Incandescent: artist Philip Vaughan’s fury after Hayward Gallery switches off his Neon Tower light sculpture
Gallery criticised over decision not to restore Neon Tower to London skyline
Monday 18 March 2013
The artist behind one of London’s landmark sculptures has launched a blistering attack on the director of the Hayward Gallery – accusing him of allowing the work to be destroyed.
Philip Vaughan’s Neon Tower, a 45ft (14m) light sculpture that changes colour according to the strength and direction of the wind, was a prominent fixture on the capital’s skyline from 1972 until 2008, when it was taken down from the roof of the South Bank gallery for renovation.
But now Vaughan has accused the gallery’s executives of going back on plans to restore and return the work to its previous perch – and singled out the American director Ralph Rugoff for particular criticism.
Despite the tower being the first light-based public sculpture in London, it was overlooked for a place in the Hayward’s current blockbuster “Light Show” exhibition, which showcases contemporary light sculptures.
“The role of a publicly funded gallery like the Hayward is both to exhibit works for the benefit of today’s public and to preserve artworks for the benefit of future generations,” said Vaughan, who was commissioned to make the sculpture by the Arts Council in 1970.
“This work was deemed of sufficient interest and value that previous administrations of the Hayward Gallery looked after it very well. The recent failure to maintain the work coincided with the arrival of the present director,” he told The Independent.
“I can understand that a particular individual might not like a piece of work, but that work is paid for by the state and clearly has considerable popular support.”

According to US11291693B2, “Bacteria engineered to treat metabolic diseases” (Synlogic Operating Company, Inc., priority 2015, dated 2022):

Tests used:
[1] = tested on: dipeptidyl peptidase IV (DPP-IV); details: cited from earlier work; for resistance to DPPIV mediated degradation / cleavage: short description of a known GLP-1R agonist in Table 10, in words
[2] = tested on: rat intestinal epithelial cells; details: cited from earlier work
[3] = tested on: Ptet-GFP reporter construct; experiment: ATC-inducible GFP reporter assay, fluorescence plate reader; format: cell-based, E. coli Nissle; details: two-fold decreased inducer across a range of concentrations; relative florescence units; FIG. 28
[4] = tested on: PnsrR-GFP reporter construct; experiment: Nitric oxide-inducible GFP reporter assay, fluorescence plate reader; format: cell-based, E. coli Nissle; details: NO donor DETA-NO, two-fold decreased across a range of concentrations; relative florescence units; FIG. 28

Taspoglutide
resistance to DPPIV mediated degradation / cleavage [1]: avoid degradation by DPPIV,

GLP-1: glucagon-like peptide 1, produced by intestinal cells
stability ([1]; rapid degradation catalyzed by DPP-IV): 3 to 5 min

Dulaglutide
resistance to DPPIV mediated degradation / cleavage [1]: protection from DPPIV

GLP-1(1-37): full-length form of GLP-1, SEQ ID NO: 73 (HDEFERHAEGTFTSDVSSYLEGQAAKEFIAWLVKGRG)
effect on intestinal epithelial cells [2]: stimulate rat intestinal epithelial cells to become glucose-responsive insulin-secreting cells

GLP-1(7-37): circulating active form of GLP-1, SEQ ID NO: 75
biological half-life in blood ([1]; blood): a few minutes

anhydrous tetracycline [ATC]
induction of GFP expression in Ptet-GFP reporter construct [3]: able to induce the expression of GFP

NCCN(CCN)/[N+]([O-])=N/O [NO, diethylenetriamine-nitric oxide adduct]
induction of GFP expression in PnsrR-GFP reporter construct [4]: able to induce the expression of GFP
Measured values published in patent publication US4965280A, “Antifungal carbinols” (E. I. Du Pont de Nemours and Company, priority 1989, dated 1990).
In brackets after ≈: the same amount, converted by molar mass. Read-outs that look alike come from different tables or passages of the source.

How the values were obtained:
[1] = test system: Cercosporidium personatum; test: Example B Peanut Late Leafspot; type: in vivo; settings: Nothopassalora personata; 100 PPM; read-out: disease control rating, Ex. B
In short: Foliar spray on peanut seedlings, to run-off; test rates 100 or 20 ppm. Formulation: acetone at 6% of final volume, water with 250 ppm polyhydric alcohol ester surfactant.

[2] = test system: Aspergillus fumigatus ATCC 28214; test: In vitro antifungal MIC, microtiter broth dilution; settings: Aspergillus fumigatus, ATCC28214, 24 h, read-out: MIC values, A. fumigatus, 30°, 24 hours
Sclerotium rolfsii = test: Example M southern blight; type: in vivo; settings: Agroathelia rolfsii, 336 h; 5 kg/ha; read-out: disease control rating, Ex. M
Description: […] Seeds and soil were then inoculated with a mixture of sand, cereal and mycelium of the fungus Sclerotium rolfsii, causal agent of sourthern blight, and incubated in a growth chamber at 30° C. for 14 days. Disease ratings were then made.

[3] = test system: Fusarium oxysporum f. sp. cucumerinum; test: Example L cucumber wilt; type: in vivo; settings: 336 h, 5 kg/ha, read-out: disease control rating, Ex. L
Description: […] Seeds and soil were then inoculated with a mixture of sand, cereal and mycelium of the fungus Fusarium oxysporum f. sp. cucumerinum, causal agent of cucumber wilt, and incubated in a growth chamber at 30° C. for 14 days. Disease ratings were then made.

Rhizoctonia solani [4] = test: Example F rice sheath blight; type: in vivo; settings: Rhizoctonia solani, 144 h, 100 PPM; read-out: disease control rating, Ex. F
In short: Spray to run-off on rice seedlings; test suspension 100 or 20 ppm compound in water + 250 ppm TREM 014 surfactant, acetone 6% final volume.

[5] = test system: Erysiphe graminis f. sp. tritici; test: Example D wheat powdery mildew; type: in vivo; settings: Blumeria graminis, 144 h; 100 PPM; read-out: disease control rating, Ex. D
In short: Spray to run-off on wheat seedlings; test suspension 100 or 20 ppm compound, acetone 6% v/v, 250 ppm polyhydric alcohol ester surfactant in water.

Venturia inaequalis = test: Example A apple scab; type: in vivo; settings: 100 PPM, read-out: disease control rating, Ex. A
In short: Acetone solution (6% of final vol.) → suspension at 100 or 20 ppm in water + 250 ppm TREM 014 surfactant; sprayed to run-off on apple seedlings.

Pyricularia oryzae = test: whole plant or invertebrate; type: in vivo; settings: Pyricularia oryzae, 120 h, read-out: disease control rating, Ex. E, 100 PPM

A statement from the Hayward Gallery, which is due to be developed as part of a £120m regeneration scheme, said: “As it is only two weeks since we announced the proposals to transform Festival Wing, which includes the Queen Elizabeth Hall, Purcell Room and Hayward Gallery, the artist may not have realised that the site previously occupied by the Neon Tower will not be available for reinstallation. Launched earlier this month, the proposals, which include a new central foyer and new glass pavilion in front of the gallery, preclude the Neon Tower from being reinstalled where once situated.”
Earlier, the gallery said: “[The work] was commissioned in 1970 as a temporary installation. Deterioration accrued over the following decades and the lighting elements stopped functioning some years ago. Despite remedial work, we were unable to return the work to its former glory and it is now in storage in our archive. A comprehensive feasibility study in 2010 assessed significant costs were required to restore and reinstate the work, and Southbank Centre took the decision not to proceed with fundraising at this point.”
But Vaughan rejects the claim that the sculpture was always intended to be temporary. “In the 42 years that I have been involved in this project, this is the first time that I have ever heard that the tower was supposed to be temporary,” he said.
“This sculpture was not referred to as temporary when it was originally commissioned... The term appears to be a fig leaf to justify the removal of the tower and the current administration of the Hayward Gallery’s reneging on their commitment to restore it.”
The campaign to restore the Neon Tower has the support of artists including Antony Gormley and Ron Arad as well as London Mayor Boris Johnson.
Since its removal, a prominent supporter of the tower, Lady Suzanne Warner, has been seeking private funding to restore it. She said: “Space could be made for the tower within the new plans if the will was there. Judging from the response to the current ‘Light Show’, the cultural benefit to Londoners and visitors of having the tower lit again is likely to be considerable.”
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